A memorial service Saturday in eastern Iowa will honor a soldier whose remains were recently found after he went missing in World War Two more than 70 years ago. Iowa National Guard spokes, Colonel Greg Hapgood, says the story began as 26-year-old Louis Longman of Clinton was on his 89th mission.
Hapgood says Longman was a P-38 fighter pilot who was returning from bomber-escort mission on April 16th, 1944 when a tremendous storm blew up. Hapgood says the storm caused major damage to the returning bombers and fighters. “The Fifth Air Force lost 53, pilots/crewmembers in that storm — because of the missing aircraft, aircraft that crashed, etcetera. His was one of those aircraft that went missing on that day,” Hapgood says.
He says the Air Force has traditionally called that day “Black Sunday” because of the number of airmen lost.
Longman was officially declared dead in February of 1946, but his remains were never recovered from the area of New Guinea where he was last flying. “When you think about the jungles of New Guinea, it’s one of the most forbidding areas on earth if you are going to try to find a crashed aircraft or the remains of person,” Hapgood says. “The jungle is extremely thick there. It’s actually littered with aircraft from World War Two, not only allied aircraft, but also enemy forces as well.”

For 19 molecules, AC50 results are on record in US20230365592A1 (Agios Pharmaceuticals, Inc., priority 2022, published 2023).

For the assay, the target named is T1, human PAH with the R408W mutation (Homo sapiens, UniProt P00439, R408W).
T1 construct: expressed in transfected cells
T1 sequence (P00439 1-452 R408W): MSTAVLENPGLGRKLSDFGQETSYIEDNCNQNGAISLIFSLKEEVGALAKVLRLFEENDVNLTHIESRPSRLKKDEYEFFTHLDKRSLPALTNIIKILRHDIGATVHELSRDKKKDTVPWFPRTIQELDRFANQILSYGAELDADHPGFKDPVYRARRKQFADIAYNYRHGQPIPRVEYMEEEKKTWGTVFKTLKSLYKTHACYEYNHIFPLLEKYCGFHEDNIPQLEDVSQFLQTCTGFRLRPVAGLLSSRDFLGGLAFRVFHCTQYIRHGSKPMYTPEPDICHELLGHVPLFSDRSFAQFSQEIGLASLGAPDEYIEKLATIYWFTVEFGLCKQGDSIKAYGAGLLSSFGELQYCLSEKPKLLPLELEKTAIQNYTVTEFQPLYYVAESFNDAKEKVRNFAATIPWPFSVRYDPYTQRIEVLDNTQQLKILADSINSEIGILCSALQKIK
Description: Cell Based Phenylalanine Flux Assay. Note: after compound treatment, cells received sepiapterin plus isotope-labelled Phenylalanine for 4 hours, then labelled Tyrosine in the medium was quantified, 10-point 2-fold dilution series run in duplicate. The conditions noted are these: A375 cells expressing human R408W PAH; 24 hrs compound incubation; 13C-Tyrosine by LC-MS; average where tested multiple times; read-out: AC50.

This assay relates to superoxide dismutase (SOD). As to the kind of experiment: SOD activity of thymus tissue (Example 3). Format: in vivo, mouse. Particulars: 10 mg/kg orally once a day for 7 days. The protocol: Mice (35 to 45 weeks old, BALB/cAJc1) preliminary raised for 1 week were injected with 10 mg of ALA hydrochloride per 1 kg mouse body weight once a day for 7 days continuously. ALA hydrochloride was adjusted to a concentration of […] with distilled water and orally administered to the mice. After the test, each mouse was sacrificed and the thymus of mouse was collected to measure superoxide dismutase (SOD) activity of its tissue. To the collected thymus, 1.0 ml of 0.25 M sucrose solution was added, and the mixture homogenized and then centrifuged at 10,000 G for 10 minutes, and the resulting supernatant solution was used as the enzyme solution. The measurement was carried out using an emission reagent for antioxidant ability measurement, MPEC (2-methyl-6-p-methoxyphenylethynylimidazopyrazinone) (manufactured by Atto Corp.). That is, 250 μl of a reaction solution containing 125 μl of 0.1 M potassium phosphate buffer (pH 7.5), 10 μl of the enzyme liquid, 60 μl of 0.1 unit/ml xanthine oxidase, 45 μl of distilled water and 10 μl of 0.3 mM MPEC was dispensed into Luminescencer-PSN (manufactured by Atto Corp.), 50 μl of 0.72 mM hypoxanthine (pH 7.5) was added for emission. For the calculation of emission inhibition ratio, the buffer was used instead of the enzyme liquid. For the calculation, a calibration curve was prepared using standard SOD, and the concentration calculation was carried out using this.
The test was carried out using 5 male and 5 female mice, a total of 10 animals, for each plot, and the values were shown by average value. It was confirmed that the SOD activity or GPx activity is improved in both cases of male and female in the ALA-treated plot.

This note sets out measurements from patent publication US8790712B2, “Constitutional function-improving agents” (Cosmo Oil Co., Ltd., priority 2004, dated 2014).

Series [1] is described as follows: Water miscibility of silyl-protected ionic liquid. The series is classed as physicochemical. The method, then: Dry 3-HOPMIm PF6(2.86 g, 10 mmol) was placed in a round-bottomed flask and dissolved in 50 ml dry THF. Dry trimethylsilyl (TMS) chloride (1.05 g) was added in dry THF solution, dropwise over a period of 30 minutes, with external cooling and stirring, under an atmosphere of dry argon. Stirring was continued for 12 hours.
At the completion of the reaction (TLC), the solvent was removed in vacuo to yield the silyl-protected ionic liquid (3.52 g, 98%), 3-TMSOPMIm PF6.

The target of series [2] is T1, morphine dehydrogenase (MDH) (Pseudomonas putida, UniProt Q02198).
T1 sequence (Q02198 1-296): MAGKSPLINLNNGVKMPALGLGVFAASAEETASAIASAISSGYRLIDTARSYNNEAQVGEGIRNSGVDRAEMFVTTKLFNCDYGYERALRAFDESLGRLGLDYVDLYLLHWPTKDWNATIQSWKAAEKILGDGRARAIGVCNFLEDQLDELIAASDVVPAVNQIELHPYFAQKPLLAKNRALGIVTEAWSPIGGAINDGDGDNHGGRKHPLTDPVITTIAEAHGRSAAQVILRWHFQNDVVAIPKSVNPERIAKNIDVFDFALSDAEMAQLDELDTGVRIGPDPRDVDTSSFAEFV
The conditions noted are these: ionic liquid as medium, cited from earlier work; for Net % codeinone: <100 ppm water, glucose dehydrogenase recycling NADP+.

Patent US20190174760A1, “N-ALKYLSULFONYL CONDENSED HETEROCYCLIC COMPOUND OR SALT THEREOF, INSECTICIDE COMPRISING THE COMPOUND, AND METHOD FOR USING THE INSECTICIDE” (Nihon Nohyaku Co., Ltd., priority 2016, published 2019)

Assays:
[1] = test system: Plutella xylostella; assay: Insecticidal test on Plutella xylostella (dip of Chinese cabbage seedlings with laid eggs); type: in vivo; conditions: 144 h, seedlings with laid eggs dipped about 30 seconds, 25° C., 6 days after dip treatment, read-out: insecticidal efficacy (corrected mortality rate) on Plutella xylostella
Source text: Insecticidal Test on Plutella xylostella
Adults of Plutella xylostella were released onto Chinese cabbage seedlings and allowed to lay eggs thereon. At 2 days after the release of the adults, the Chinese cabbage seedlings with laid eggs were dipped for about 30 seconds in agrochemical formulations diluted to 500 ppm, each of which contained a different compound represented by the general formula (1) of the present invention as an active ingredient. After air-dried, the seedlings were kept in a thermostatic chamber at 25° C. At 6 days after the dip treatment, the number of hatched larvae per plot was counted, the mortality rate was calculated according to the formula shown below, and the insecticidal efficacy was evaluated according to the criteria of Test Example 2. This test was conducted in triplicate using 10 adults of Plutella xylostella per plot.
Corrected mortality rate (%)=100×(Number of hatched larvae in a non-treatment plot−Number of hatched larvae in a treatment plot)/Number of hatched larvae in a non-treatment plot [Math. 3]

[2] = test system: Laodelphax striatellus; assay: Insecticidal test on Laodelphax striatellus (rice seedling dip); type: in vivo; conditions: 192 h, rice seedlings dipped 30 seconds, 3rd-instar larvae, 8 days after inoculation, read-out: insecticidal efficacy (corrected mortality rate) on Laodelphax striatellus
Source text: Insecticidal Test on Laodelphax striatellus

Lieutenant First Class Longman’s fate remained unknown until a villager in a remote area of New Guinea found a Colt pistol in 2005. Hapgood says that started the search process for Longman’s remains. “They traced the serial number of that handgun and figured out that it had been carried by him on that mission. After the handgun was found, the Department of Defense sent some recovery teams over a couple of different times,” Hapgood explains. “They were able to pinpoint the location in the jungle, find remnants of his aircraft and find some his remains and affects as well.”
Hapgood says the search teams found enough evidence to positively identify Longman’s remains that they did not need to use DNA. Longman’s loss was just one part of a double blow that struck the Clinton family during the war. “Lieutenant Longman’s brother Richard was a navigator on a B-17 bomber in the European theater. He went missing in action as well. So, the family at one point in time had two airmen that were missing in action during World War Two,” Hapgood says. “His brother was actually captured by the Germans and spent time in a prisoner of war camp — about 14 months — and was released at the end of the war. But, Louis Longman was never found until recently.”
Louis Longman’s parents, four brothers and four sisters, are now all dead, but Hapgood says he has several nieces and nephews throughout the midwest who plan to attend Saturday’s memorial service. The service is at the Rock Island Arsenal National Cemetery Saturday at 1 p.m.